|Home | About | Journals | Submit | Contact Us | Français|
Endovascular recanalization for acute major cerebral artery occlusion is effective within a short time after symptom onset. However, its efficacy in the elderly remains unknown. We assessed the efficacy of our comprehensive stroke center’s reduction of this time in 28 consecutive patients for elderly patients (defined as patients aged ≥75 years) with acute major cerebral artery occlusion treated with intravenous injection of tissue plasminogen activator, followed by thrombus retrieval by endovascular therapy. The patients were divided into groups according to whether they were treated before implementation of the time reduction measure (from January 2012 to May 2014) or after (from June 2014 to May 2015). The onset-to-door, onset-to-needle, onset-to-recanalization (O2R), door-to-image (D2I), door-to-needle (D2N), door-to-puncture (D2P), door-to-recanalization (D2R), and puncture-to-recanalization time intervals were compared between the two groups. There were 14 patients (including 8 elderly patients ≥80 years) before and 14 patients (including 10 elderly patients ≥80 years) after the time reduction measure. The mean duration of each of the following time intervals was significantly reduced after the time reduction measure (P < 0.05). To reduce the O2R time, the D2P time is the first time interval that can be reduced. At our center, conferences were regularly held to raise awareness among staff and make specific changes in the workflow, and overall time reduction was achieved. Similar results were obtained in elderly patients.
Endovascular recanalization therapy for acute occlusion of major cerebral arteries is reportedly associated with a high recanalization rate, and reducing the time from symptom onset to recanalization is important because time reduction affects prognosis. 1) However, the efficacy of time reduction in elderly patients remains unknown. This study evaluated the current status of a measure aimed at reducing the time to recanalization at a comprehensive stroke center and the effects of the measure on treatment outcomes overall, including elderly patients.
Participants included in the analyses were 42 consecutive patients (including 28 elderly patients ≥75 years) with acute occlusion of major cerebral arteries who were treated with intravenous (IV) injection of tissue plasminogen activator (t-PA) within 4.5 hours of stroke onset, followed by retrieval of the thrombus by endovascular therapy during the period in which the Penumbra System ® was introduced, from January 2012 to May 2015.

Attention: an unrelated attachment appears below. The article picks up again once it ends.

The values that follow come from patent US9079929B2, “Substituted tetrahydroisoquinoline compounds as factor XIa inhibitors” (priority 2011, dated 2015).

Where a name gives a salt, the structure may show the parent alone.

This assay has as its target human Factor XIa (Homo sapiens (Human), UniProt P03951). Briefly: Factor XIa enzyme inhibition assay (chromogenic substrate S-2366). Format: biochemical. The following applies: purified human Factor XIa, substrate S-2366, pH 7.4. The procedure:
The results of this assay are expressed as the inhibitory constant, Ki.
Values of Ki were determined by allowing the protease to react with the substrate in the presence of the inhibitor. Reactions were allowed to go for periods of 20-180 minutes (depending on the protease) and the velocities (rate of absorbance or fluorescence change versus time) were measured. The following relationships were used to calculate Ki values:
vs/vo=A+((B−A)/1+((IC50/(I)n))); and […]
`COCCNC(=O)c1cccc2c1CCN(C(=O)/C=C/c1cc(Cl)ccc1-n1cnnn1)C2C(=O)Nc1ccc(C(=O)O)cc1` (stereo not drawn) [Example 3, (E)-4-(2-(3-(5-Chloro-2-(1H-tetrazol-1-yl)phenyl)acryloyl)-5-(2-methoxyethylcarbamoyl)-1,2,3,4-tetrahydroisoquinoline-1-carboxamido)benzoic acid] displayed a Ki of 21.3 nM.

The patients were divided into two groups according to whether they were treated before the start of the time reduction measure (from January 2012 to May 2014) or after (from June 2014 to May 2015). The onset-to-door (O2D), onset-to-needle (O2N), onset-to-recanalization (O2R), door-to-image (D2I), door-to-needle (D2N), door-to-puncture (D2P), door-to-recanalization (D2R), and puncture-to-recanalization (P2R) time intervals were statistically compared and analyzed between the two groups for elderly patients, defined as aged ≥75 years.
In addition, these two groups were also compared and analyzed for sex; age; stroke severity at onset (using the National Institutes of Health Stroke Scale [NIHSS] score); modified Alberta Stroke Program Early Computed Tomography Score (ASPECTS + W) on diffusion-weighted imaging (DWI) before treatment; 2) the presence or absence of hypertension, diabetes mellitus, or atrial fibrillation; stroke type; proportion of patients with symptomatic intracranial hemorrhage (sICH) who showed a worsened NIHSS score by ≥4 points 36 hours after onset; the frequency of the use of equipment; location of occluded blood vessels; degree of recanalization (using the Thrombolysis in Cerebral Infarction [TICI] grade); 3) and outcomes at the time of discharge and 90 days after onset (using the modified Rankin scale [mRS]). The proximal occlusion was defined as proximal occlusion of the internal carotid (IC) and middle cerebral (M1 proximal and distal) arteries. 4) Successful recanalization was defined as procedural success with TICI grade 2B to 3. As for outcomes, functional independence was defined as an mRS score of 0–2 and good outcome as mRS score of 0–3. 5)
It should be noted that, in all cases at the time that stent retrievers were used for procedures, the Penumbra 5MAX ® (Medicos Hirata, Japan) or Penumbra ACE ® (Medicos Hirata, Japan) was used as combined aspiration and stent retrieval technique for thrombectomy. 6)
The first step for admission to our stroke center is that a request for patient admission is received through the Stroke Care Unit hotline. After the patient’s arrival, establishment of vascular accesses for infusion and blood collection is first simultaneously performed. Then, the patient is transferred to the radiology suite for chest radiography and to the computed tomography (CT) suite for a head CT. When hemorrhagic diseases are ruled out by head CT, the patient is temporarily brought back to the emergency room. A nurse examines the patient using a checklist to determine the appropriateness of magnetic resonance imaging (MRI). Subsequently, the patient is transferred to the MRI suite and examined. Because the MRI suite is located in the basement of the outpatient emergency department, the use of an elevator is necessary to transfer a patient from the emergency room, located on the first floor, to the MRI suite. When IV t-PA injection is indicated, the patient is brought back to the emergency room on the first floor. Then, the patient’s body weight is measured, and the t-PA is prepared. The patient stays in the emergency room for 1 hour after the start of IV t-PA injection. If IV t-PA injection is ineffective, the patient is transferred to the cerebral angiography suite, which is located on the opposite side of the corridor from the emergency room, and preparation for endovascular therapy is begun.
This workflow was examined for possible time-reduction measures. Whenever a patient was treated according to this workflow, the clinical course was reviewed, and revisions necessary for time reduction were applied to the workflow after each case.